The Washington Post

Redskins rookie Leonard Hankerson trying to eliminate mental glitches


Stop thinking, and catch the ball.

Drafted in the third round out of Miami, Hankerson potentially could give the Redskins the big target that they have lacked for years now. Standing at 6-foot-3, weighing 205 pounds and boasting hands that measure 10-1/2 inches wide – the largest of any rookie at the combine – Hankerson has all the tools to be a prime red-zone and possession threat.

But he has to catch the ball first. Throughout training camp and the preseason, Hankerson has made spectacular, acrobatic grabs, only to drop the ball on routine pass plays.

In each of his two preseason games, the drops have hung over Hankerson’s head. In the preseason opener, he likely would have scored a touchdown if he could’ve secured the ball. Last week against Indianapolis, Hankerson dropped the first pass that came his way. He got back on track, caught the next three passes and finished with 46 yards receiving.

Despite the struggles, Coach Mike Shanahan and offensive coordinator Kyle Shanahan both continue to express confidence in Hankerson. Kyle Shanahan said the drops are a result of mental lapses that can plague any rookie adjusting to the NFL.

“I think he’s not used to coming off the bench,” Kyle Shanahan said. “I don’t think he’s ever done that in his life. Guys like that, their eyes aren’t ready, and the speed of the game, they’re off. We need him catching balls more on the sideline and getting ready, and have the mindset that there’s no makeup play. Even if it’s the last play of the game and he hasn’t played all game, he needs to be ready like it’s the first play of the game. It just shows what rookies go through.”

Hankerson acknowledged that he is going through growing pains.

“I’m still adjusting, man. Coming from college, the ball comes out quicker here in the NFL,” Hankerson said. “You turn your head and it’s already there. I’m just adjusting to looking it all the way in and trying to slow it down. Being that No. 2, No. 3, No. 4 guy on the depth chart, you wanna prove a point and go out and make a play. But I need to stop worrying about all that and go out there like I have been the last three years and make a play.”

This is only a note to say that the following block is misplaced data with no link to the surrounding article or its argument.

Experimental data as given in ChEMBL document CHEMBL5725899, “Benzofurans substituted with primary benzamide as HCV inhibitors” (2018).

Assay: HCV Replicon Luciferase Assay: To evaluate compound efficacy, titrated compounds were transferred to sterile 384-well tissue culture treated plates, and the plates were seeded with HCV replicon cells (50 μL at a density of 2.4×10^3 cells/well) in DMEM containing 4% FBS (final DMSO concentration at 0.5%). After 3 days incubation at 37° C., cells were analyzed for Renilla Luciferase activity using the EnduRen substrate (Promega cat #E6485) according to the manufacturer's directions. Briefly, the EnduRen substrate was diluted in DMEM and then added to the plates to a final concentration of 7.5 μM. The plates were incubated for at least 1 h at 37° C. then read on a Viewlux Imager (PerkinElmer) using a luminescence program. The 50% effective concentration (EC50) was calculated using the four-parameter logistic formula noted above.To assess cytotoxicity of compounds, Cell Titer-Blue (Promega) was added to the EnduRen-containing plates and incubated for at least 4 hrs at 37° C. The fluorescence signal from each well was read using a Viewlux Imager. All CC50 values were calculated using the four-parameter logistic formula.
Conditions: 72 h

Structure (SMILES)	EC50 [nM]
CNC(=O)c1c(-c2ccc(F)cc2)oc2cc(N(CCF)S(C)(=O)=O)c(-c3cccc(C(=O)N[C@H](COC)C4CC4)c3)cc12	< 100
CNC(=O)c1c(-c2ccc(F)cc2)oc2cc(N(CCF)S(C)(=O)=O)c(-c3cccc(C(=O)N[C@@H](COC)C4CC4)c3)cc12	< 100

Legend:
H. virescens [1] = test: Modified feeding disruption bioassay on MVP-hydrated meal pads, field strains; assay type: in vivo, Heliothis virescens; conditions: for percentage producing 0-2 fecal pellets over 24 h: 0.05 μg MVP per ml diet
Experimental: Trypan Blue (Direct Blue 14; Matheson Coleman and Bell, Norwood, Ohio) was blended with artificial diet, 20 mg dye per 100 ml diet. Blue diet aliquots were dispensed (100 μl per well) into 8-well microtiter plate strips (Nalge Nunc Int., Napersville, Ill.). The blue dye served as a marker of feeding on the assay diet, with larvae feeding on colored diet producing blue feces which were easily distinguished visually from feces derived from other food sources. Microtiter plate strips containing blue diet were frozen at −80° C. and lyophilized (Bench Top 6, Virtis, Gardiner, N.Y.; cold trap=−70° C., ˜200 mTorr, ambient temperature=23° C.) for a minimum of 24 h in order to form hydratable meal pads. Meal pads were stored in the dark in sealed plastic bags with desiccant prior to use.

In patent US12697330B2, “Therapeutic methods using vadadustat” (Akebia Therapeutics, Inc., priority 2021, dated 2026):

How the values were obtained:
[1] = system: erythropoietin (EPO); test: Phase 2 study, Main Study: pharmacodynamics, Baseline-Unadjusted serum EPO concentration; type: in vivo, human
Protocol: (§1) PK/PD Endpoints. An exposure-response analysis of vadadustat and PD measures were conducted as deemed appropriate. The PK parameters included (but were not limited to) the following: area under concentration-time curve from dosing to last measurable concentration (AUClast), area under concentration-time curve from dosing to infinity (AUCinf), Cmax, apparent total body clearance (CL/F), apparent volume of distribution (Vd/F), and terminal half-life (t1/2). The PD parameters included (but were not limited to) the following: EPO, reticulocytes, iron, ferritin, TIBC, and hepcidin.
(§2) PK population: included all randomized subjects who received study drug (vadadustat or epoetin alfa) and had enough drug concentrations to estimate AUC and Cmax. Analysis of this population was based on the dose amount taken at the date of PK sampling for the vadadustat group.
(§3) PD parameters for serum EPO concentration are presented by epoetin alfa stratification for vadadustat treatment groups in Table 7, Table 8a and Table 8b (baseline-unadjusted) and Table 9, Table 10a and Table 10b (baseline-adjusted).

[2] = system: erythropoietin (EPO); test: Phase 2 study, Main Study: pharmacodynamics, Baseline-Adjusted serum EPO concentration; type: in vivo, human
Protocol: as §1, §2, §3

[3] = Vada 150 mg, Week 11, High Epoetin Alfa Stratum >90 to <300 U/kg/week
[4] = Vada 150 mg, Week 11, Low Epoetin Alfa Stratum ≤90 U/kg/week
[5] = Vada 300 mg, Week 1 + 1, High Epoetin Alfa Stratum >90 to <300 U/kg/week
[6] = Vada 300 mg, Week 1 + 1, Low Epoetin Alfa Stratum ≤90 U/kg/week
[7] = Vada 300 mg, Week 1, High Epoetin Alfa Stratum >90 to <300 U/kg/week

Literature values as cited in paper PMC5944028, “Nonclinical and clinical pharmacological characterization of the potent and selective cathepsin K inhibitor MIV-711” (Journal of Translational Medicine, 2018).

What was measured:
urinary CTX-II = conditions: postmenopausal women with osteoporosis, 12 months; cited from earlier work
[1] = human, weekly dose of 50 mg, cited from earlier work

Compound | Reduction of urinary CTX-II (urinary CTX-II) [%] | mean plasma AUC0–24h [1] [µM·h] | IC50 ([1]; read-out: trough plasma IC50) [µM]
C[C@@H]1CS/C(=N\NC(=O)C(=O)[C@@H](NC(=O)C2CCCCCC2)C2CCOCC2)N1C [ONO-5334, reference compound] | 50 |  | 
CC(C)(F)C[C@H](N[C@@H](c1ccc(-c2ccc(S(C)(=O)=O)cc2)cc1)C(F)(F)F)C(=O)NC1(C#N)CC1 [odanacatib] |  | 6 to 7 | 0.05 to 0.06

Hankerson is one of the most prolific receivers in Miami history, so he’s used to playing in the spotlight. But the pressure of battling for a roster spot in the NFL has proved daunting. Hankerson has sought the advice of veteran teammates, all of whom have told him to simply play, and not focus on the situation.

“Coming off the bench in the third quarter is nerve racking. But I need to take my opportunities as they come and make plays to help this team,” Hankerson said. “I need to capitalize when I get in there, because that could be the last time I ever play. I need to put all that behind me. Even though I was the top guy in college and come here and I’m the two, three or four guy, that stuff, I got to put it behind me and go out and work hard.

“I’m getting more comfortable each and every game,” Hankerson said. “One game, now two games, and this is the third game. I just need to realize, football is football, no matter where you’re playing.”

Mike Jones covers the Washington Redskins for The Washington Post. When not writing about a Redskins development of some kind – which is rare – he can be found screaming and cheering at one of his kids’ softball, baseball, soccer or basketball games.


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